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430 Training neural networks to identify built environment features for pedestrian safety
  1. Alex Quistberg1,2,
  2. Cristina Isabel Gonzalez3,4,
  3. Pablo Arbeláez3,4,
  4. Olga Lucia Sarmiento5,
  5. Laura Baldovino-Chiquillo5,
  6. Quynh Nguyen6,
  7. Tolga Tasdizen7,
  8. Luis Angel Guzman Garcia8,
  9. Dario Hidalgo9,
  10. Stephen J Mooney10,12,
  11. Ana V Diez Roux1,2,
  12. Gina Lovasi1,2
  1. 1Urban Health Collaborative, Dornsife School of Health, Drexel University, Philadelphia, United States
  2. 2Department of Environmental & Occupational Health, Dornsife School of Public Health, Drexel University, Philadelphia, 19104
  3. 3Center for Research and Formation in Artificial Intelligence, Universidad de los Andes, Bogota, Colombia
  4. 4Department of Biomedical Engineering, Universidad de los Andes, Bogota, Colombia
  5. 5Department of Public Health, School of Medicine, Universidad de los Andes, Bogota, Colombia
  6. 6School of Public Health, University of Maryland, College Park, USA
  7. 7Department of Electrical and Computer Engineering, University of Utah, Salt Lake City, USA
  8. 8Department of Civil and Environmental Engineering, Universidad de los Andes, Bogota, Colombia
  9. 9Department of Logistics and Transportation, Pontifica Universidad Javeriana, Bogota, Colombia
  10. 10Department of Epidemiology, University of Washington, Seattle, USA
  11. 11Department of Epidemiology and Biostatistics, Dornsife School of Public Health, Drexel University, Philadelphia, USA
  12. 12Harborview Injury Prevention & Research Center, University of Washington, Seattle, USA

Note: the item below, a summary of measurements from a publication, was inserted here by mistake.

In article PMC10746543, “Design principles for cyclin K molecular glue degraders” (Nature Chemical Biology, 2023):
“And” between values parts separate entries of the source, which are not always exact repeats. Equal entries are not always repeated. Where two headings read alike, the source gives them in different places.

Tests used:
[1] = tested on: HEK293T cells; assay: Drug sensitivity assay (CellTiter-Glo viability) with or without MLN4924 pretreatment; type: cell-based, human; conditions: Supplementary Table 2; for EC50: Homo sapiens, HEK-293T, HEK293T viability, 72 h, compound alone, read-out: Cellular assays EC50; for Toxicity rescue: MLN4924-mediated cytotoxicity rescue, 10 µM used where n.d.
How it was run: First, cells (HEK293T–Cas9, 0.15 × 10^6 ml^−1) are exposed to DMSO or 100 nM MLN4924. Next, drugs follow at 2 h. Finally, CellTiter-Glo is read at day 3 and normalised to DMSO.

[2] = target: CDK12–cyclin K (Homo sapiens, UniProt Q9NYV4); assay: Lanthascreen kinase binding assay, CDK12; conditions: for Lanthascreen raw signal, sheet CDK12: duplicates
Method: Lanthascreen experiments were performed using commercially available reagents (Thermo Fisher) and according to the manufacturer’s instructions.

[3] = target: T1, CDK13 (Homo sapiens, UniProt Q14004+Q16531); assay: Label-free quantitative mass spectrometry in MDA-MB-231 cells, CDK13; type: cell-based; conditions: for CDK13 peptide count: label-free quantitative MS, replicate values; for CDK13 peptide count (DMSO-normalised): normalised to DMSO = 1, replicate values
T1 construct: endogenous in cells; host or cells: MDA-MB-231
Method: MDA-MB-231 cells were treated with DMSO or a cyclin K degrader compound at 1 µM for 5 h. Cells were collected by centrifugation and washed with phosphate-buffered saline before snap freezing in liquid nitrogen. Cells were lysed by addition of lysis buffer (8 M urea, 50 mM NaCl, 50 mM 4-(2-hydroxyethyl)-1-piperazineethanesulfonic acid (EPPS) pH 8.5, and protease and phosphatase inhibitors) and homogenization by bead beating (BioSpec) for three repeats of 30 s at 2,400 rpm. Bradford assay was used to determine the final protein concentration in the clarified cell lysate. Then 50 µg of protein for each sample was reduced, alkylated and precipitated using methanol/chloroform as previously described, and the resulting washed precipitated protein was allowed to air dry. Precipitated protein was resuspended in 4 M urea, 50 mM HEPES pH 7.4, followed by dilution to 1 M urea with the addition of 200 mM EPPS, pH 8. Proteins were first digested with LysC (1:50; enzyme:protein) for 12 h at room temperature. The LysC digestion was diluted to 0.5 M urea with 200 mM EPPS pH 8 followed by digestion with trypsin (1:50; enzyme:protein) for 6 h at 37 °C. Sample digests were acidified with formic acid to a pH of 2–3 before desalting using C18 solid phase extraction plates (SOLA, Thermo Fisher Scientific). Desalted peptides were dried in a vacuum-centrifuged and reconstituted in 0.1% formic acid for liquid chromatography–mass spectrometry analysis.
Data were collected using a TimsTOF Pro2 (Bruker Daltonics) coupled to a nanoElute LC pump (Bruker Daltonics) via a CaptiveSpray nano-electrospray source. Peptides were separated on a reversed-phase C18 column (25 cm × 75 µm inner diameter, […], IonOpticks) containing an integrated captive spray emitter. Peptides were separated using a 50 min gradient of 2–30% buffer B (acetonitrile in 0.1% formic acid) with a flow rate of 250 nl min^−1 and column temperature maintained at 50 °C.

Background We used panoramic images and neural networks to measure street-level built environment features with relevance to pedestrian safety.

Methods Street-level features were identified from systematic literature search and local experience in Bogota, Colombia (study location). Google Street View© panoramic images were sampled from 10,810 intersection and street segment locations, including 2,642 where pedestrian collisions occurred 2015–2019; the most recent, nearest (<25 meters) available image was selected for each sampled intersection or segment. Human raters annotated image features which were used to train neural networks. Neural networks and human raters were compared across all features using mean Average Recall (mAR) and mean Average Precision (mAP) estimated performance. Feature prevalence was compared by pedestrian vs non-pedestrian collision locations.

Results Thirty features were identified related to roadway (e.g., medians), crossing areas (e.g., crosswalk), traffic control (e.g., pedestrian signal), and roadside (e.g., trees) with streetlights the most frequently detected object (N=10,687 images). Neural networks achieved mAR=15.4 versus 25.4 for humans, and a mAP=16.0. Bus lanes, pedestrian signals, and pedestrian bridges were significantly more prevalent at pedestrian collision locations, whereas speed bumps, school zones, sidewalks, trees, potholes and streetlights were significantly more prevalent at non-pedestrian collision locations.

Conclusion Neural networks have substantial potential to obtain timely, accurate built environment data crucial to improve road safety. Training images need to be well-annotated to ensure accurate object detection and completeness.

Learning Outcomes 1) Describe how neural networks can be used for road safety research; 2) Describe challenges of using neural networks.

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